quote:
So the term "imperfect replication" does not mean the same thing as "sexual recombination"?
Mutation (imperfect replication) is not the same sexual (genetic) recombination, although both can have selective consequences. Mutation refers to an accident in a gene that results in a new sequence (usually tiny, insignificant, and often lost or repaired but can be none of the above). Genetic recombination is when whole genes are mixed during sexual reproduction and different alles may be expressed.
quote:
One does get mixed signals on this forum.
I can see where you get this (at least on this topic) but try to understand that the concept itself is pretty complicated, and there are many different terms that are used. Often these terms differ in meaning between scientists and laymen. In my opinion you have asked good questions on this topic.

Doctor Bashir: "Of all the stories you told me, which were true and which weren't?"
Elim Garak: "My dear Doctor, they're all true"
Doctor Bashir: "Even the lies?"
Elim Garak: "Especially the lies"

This message is a reply to:
 Message 100 by robinrohan, posted 05-11-2006 5:15 PM robinrohan has replied

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Brad McFall
Member (Idle past 5110 days)
Posts: 3428
From: Ithaca,NY, USA
Joined: 12-20-2001


Message 120 of 170 (311354)
05-12-2006 8:24 AM
Reply to: Message 118 by robinrohan
05-12-2006 12:46 AM


Re: Generalizations
Yep, confusing indeed. It gets just as confusing when one reads non-EVC literature too. Ya know, I found this particularly frustrating but after I found out what people in New Zealand were writing about biology, and it was all in English, I just dismissed most of these confusion comaparisons as academic. Maybe that is why I never got on at Cornell not that I was psychologically disposed to do so. Anyway..
This difference you were able to get a good sequence of discussion on, shows how important it is to think about a single "generation" when discussing the relation of form-making and translation in space to "mutations" of any polyvocal crack er,, at it...
Before the force of Crick's DNA was around, Weismann, thinking through selection selectively on more than one level had thought that any form changes had to come "molecularly" from without, outside the organism. It has always been an academic point with me why molecular biologists (not organacists) have not since WWII tried to group mutations acros one or a determinate number of generations into physically caused classes that in effect might be statistically tested for seperability in... Maybe a particular lineage or monophyla has a group of mutations caused by photons in divided phases, another a group by subatomic particles, another by human electricity, another by a comination of macro-physical troque combined with circular chemcial rxn networks, another by a quantum mechanical difference in the energy levels of the ad hoc chemicals in the larger clade the monophyla is in. These particulars are not mutually exclusive.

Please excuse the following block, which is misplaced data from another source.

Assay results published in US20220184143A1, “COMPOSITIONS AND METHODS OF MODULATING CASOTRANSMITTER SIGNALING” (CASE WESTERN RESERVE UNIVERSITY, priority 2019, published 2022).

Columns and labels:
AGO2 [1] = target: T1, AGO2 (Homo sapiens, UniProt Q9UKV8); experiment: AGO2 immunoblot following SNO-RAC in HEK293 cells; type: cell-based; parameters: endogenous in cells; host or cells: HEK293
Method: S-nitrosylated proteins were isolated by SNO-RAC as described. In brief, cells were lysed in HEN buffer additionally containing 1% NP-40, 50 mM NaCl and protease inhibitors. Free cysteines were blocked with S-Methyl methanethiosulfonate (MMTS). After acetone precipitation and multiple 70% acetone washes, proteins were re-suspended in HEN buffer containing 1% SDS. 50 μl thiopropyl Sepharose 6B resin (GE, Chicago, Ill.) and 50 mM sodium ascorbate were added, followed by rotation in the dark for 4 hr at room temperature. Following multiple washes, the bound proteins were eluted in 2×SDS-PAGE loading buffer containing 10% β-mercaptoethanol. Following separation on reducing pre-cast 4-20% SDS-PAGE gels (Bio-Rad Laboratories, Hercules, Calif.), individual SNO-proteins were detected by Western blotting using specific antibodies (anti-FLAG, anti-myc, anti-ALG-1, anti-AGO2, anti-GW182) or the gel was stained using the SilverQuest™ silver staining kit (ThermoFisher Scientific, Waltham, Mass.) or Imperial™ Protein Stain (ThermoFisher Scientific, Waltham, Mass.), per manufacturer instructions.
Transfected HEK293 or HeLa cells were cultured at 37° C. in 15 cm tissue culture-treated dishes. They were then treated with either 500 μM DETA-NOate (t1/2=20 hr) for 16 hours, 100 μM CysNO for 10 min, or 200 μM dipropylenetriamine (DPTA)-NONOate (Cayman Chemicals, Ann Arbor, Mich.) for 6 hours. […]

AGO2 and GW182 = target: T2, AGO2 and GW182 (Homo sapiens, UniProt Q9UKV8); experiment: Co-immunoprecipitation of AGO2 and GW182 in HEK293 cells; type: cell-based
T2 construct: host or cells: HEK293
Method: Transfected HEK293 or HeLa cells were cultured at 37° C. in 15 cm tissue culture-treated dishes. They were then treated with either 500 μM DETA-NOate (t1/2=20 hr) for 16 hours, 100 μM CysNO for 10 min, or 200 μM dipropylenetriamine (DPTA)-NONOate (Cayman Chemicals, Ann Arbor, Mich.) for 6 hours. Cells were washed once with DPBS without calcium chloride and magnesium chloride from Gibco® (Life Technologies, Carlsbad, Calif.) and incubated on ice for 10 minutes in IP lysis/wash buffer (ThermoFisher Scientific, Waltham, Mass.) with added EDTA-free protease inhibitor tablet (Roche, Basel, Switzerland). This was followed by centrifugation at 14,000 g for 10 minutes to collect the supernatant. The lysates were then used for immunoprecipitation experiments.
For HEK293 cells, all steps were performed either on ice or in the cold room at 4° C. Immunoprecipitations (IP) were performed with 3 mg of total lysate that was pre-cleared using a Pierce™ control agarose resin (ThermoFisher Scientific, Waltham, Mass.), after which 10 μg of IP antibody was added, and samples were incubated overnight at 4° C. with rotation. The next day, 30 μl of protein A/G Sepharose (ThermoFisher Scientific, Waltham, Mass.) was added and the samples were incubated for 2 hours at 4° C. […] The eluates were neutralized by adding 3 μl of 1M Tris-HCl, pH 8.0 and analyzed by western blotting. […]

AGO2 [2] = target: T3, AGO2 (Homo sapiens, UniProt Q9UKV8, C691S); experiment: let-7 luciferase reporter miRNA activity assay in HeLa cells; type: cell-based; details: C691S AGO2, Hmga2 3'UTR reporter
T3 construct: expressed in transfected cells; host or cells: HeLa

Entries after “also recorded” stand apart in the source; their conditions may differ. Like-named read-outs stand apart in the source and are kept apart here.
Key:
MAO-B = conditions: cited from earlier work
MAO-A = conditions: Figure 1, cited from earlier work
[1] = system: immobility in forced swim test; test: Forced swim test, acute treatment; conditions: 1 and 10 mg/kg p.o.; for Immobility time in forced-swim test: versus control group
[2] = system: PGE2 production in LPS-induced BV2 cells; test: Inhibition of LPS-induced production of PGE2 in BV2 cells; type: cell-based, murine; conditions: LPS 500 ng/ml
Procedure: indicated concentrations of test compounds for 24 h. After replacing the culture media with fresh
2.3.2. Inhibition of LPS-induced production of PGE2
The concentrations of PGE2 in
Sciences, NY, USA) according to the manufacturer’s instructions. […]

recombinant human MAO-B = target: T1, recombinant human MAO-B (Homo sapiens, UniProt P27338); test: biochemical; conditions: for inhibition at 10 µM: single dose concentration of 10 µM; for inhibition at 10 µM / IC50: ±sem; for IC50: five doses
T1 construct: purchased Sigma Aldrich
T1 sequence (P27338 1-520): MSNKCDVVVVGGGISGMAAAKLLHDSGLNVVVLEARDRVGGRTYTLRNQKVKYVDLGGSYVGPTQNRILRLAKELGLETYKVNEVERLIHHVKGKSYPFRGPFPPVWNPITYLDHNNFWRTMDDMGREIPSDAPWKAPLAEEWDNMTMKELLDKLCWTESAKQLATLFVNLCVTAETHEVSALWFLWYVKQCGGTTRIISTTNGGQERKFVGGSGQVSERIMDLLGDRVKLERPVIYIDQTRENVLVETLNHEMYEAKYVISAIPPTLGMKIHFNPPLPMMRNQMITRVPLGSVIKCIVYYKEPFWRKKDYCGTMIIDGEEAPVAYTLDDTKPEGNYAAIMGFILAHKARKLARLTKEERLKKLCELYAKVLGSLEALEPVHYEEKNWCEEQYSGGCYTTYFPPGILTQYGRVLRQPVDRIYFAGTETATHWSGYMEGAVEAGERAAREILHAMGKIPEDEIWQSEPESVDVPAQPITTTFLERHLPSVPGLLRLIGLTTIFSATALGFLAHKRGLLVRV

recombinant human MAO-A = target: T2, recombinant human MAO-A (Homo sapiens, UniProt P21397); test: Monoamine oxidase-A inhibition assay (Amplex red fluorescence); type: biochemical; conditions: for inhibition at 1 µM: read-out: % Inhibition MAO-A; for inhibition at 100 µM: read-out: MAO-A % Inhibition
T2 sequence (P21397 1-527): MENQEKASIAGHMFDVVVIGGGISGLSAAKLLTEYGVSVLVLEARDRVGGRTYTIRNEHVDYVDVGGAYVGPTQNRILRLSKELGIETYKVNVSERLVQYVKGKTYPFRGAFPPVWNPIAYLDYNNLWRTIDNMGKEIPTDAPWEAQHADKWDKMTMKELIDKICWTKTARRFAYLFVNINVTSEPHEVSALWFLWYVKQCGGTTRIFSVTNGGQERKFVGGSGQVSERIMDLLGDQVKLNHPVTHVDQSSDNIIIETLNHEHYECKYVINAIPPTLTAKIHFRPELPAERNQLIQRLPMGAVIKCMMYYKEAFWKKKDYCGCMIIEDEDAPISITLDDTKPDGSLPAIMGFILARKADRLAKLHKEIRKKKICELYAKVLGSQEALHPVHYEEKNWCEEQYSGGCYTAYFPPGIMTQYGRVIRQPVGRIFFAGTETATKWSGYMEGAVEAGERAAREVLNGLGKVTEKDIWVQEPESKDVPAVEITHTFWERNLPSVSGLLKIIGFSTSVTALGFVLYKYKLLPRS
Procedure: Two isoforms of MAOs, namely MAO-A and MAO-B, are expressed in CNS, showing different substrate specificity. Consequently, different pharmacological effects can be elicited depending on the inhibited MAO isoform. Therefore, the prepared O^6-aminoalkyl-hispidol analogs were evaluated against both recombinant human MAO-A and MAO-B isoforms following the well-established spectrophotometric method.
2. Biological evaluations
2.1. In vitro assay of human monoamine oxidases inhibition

Instead because of the differnt affects on thoughts about levels of selection and levels of organization one can find (in Science vol 312 May 5, 2006 on sexual selection) an example which makes your point.
J Stewart responding to Roughgarden et. al said,
quote:
"Choices could also be made by females in this manner: for example, a chemical push evolved in female lions that causes them to prefer male lions with darker manes. Whether this push results in better genetics for lions is irrelevant. Once females mate and have a litter, another set of chemical signals takes over that pushes her to take care of her offspring rather than abandon them. In other species, there is no chemcial push, so femalses abandon their offspring and survive on their own."
Here Stewart DID seperate mutations in prior generations ("whether this push results in better genetics for lions is irrelevant") from the divided push chemcial system that manifests itself AFTER some mutation (push better manes, push parental care) but Stewart and no one I know of then tries to say if this chemical push category itself cannot itself have a biophysical reduction of a group of physical "agents" that cause just this push not the "pull" in any other spieces with a better genetics or not!! Roughgarden et. al. point out the problem in general with Stewart was that Stewart thought that Roughgarden et al were talking about SPECIES not individuals but then if we raise the discussion to a "third" level of species selection and individuality the whole discussion gets so very complicated.
That is why I find it incumbent on biologists to be as redutionist as possible but this is in material reality not theoretical biology only.

This message is a reply to: